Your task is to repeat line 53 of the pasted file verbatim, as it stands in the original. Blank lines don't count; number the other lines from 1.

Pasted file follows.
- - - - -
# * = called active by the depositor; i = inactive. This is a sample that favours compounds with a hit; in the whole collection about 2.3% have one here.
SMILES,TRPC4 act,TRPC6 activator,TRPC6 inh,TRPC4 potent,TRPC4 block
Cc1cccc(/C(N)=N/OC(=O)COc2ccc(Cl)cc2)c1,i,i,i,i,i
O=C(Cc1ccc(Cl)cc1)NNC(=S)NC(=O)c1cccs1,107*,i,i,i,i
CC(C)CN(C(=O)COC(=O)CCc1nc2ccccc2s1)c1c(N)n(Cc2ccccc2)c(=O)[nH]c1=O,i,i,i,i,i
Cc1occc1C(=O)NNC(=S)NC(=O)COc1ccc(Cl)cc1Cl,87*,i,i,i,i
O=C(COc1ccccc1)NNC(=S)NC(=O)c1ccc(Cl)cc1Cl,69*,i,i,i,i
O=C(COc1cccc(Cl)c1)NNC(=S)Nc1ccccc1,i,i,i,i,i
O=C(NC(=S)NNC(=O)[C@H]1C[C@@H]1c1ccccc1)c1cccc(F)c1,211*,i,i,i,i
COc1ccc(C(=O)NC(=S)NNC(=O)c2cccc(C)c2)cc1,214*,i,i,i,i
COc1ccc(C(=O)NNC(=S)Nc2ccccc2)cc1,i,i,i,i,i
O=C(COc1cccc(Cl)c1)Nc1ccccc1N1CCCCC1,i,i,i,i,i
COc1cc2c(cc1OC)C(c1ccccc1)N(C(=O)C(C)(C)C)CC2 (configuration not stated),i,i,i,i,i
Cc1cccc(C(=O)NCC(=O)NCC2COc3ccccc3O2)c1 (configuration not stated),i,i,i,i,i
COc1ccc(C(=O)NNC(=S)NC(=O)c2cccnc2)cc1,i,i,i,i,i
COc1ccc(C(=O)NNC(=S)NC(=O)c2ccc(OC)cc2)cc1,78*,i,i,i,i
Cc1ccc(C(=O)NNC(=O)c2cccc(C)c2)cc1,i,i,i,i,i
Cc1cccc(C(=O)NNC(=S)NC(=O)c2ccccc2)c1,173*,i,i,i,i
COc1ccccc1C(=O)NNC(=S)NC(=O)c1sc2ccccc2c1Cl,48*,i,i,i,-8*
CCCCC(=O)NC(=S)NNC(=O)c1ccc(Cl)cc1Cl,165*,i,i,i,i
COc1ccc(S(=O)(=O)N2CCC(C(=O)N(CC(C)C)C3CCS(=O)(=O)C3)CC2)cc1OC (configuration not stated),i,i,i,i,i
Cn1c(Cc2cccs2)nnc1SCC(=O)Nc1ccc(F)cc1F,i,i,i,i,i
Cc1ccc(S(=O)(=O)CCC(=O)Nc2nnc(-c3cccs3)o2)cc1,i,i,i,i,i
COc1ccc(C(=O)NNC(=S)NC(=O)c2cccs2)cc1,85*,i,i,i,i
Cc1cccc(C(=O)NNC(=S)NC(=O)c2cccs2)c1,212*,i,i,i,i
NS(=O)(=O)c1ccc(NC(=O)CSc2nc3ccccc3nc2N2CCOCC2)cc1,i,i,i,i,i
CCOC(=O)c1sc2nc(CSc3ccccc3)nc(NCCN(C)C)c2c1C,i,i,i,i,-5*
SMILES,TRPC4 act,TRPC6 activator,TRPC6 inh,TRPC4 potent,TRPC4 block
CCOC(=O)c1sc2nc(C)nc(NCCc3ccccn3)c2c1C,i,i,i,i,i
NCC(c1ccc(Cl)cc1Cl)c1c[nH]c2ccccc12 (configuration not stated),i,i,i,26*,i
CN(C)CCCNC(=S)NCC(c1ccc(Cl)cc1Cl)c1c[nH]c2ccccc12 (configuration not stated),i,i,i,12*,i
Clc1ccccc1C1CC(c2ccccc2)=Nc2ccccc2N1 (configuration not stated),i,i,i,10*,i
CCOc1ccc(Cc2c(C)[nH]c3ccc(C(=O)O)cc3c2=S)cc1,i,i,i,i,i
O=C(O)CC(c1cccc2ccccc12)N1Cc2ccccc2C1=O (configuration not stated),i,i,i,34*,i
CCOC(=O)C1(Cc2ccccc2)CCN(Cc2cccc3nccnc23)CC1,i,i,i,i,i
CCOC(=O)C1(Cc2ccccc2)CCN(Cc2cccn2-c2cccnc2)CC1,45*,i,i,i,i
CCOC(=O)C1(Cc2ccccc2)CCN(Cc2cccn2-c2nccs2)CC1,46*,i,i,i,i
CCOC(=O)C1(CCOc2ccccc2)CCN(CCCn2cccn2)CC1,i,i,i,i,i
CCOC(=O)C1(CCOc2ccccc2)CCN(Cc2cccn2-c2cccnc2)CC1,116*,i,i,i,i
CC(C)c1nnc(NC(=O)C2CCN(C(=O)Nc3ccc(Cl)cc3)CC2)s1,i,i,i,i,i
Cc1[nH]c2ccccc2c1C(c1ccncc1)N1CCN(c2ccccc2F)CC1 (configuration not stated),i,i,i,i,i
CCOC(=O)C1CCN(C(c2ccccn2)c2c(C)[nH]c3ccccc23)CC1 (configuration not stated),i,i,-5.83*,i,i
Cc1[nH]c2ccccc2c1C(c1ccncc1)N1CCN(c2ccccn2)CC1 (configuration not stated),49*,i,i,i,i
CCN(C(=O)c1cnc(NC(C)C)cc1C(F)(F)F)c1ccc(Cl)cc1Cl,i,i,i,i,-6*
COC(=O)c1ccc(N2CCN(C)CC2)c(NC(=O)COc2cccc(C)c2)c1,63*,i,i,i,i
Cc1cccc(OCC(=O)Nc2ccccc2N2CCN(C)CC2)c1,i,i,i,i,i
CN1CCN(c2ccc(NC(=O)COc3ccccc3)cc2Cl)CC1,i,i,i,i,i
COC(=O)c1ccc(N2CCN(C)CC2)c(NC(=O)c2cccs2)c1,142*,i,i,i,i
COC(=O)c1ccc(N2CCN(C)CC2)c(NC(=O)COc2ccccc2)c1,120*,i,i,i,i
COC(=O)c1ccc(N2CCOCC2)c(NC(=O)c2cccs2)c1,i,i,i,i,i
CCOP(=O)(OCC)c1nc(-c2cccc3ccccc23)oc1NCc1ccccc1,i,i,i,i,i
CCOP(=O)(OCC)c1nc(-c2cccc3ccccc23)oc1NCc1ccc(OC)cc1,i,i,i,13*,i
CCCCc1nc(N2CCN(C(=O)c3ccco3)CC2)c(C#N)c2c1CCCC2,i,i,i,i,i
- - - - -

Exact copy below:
CCCCc1nc(N2CCN(C(=O)c3ccco3)CC2)c(C#N)c2c1CCCC2,i,i,i,i,i